Justices Dr Dhananjaya Y Chandrachud and Ajay Rastogi in Krishna Gopal (in the dispute between temporary workmen and ONGC) requested the learned chief justice to constitute an appropriate bench to reconsider the decision in PCLU (2015). That decision needed reconsideration about the interpretation “placed on the provisions of clause 2(ii) of the Certified Standing Orders”; “the meaning and content of an unfair labour practice” under the Fifth Schedule of the Industrial Disputes Act and “the limitations, if any, on the power of the Labour and Industrial Courts to order regularisation in the absence of sanctioned posts”.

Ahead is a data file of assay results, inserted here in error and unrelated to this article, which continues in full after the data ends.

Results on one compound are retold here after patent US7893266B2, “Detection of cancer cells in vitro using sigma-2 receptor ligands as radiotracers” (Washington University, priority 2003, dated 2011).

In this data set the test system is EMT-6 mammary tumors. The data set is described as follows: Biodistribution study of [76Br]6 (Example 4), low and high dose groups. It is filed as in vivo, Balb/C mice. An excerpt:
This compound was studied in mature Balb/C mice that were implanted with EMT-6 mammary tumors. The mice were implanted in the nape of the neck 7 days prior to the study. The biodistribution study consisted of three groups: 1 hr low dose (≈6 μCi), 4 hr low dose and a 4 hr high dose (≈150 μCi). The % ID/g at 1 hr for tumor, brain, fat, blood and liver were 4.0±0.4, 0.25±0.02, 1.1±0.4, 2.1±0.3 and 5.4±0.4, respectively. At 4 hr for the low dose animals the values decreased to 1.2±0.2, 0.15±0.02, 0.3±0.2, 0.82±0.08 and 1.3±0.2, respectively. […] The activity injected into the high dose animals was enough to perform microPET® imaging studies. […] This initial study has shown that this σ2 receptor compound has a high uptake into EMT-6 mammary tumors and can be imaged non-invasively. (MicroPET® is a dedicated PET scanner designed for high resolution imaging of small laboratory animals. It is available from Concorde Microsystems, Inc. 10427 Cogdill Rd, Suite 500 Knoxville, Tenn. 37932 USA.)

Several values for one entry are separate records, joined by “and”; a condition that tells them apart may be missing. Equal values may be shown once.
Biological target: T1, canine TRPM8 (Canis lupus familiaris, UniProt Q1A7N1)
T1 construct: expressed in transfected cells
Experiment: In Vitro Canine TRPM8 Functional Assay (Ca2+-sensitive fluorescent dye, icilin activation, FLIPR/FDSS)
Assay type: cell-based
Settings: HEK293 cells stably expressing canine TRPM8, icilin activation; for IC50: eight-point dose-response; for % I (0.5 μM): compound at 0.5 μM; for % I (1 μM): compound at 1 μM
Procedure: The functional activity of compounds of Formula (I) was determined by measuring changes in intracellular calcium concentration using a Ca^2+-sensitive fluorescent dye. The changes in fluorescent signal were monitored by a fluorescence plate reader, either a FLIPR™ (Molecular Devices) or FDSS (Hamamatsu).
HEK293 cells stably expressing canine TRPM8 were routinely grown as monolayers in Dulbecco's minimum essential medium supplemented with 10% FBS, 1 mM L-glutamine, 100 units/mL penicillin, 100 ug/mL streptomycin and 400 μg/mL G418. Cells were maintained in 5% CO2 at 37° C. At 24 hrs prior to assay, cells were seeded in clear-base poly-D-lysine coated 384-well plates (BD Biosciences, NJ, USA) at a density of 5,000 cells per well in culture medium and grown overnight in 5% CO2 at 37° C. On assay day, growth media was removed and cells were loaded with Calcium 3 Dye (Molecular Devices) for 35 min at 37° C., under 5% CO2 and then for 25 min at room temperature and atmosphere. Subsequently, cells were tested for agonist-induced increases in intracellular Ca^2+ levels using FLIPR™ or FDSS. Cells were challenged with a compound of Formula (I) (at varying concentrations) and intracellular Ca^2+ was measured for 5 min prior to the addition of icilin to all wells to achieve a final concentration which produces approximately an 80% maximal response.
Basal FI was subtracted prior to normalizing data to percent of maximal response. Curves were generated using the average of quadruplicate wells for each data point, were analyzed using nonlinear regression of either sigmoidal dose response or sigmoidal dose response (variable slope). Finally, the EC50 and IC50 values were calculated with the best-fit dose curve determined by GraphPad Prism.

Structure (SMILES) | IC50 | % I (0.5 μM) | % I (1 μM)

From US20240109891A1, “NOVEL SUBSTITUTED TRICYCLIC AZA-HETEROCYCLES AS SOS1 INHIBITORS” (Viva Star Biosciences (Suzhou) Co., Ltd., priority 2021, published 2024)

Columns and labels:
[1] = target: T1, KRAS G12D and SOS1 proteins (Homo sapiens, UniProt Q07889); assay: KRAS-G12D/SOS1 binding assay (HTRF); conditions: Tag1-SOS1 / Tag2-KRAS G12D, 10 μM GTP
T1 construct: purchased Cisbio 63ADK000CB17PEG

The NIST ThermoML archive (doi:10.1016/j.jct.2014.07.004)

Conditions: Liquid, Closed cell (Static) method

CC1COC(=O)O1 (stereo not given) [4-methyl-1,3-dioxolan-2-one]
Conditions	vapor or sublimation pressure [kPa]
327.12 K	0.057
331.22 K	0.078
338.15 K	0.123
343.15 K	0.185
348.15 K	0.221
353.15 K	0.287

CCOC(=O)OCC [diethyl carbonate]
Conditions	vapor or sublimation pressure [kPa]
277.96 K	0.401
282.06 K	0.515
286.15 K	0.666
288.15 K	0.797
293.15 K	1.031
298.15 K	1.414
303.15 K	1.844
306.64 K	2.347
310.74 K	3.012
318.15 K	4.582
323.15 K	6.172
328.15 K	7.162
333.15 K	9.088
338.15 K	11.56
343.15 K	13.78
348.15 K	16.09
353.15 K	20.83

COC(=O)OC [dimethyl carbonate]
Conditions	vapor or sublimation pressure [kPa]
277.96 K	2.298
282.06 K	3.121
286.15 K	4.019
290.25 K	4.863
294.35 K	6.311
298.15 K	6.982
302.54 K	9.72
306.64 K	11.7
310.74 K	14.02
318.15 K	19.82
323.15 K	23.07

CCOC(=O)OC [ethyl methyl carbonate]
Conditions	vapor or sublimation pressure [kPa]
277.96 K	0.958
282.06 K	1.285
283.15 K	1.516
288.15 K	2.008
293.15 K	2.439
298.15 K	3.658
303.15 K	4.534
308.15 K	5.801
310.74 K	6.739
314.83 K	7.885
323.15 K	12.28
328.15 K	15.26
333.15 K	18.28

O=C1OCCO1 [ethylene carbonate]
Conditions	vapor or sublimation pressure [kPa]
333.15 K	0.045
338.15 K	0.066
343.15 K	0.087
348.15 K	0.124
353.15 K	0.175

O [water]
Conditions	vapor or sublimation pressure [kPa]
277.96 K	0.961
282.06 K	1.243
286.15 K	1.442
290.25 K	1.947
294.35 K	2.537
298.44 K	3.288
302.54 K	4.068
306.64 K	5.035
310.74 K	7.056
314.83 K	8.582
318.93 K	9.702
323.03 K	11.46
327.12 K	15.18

Prima facie, the reference seems justified but one ought to ascertain from the referring order whether the conflict among the two-judge benches justly warrants it. It is triggered primarily by the PCLU (Oil and Natural Gas Corporation Limited v Petroleum Coal Labour Union, 2015), which is a quarter-century-old saga of the battle of legal wits between the management and the workmen! All the courts before the apex court had already ordered the regularization of the temporary employees. Justice V Gopala Gowda (speaking also for Justice C Nagappan) upheld the validity of the Industrial Employment (Standing Orders) Act 1994. This order cannot be overcome by any company policy, for to do so would be to abandon the “sunny” days belief that the “economic law of demand and supply in the labour market would settle a beneficial bargain”–at law “they venerated as natural law” (Para 33). One hopes that the indictment of per incuriam does not extend so far as to invalidate this noble belief!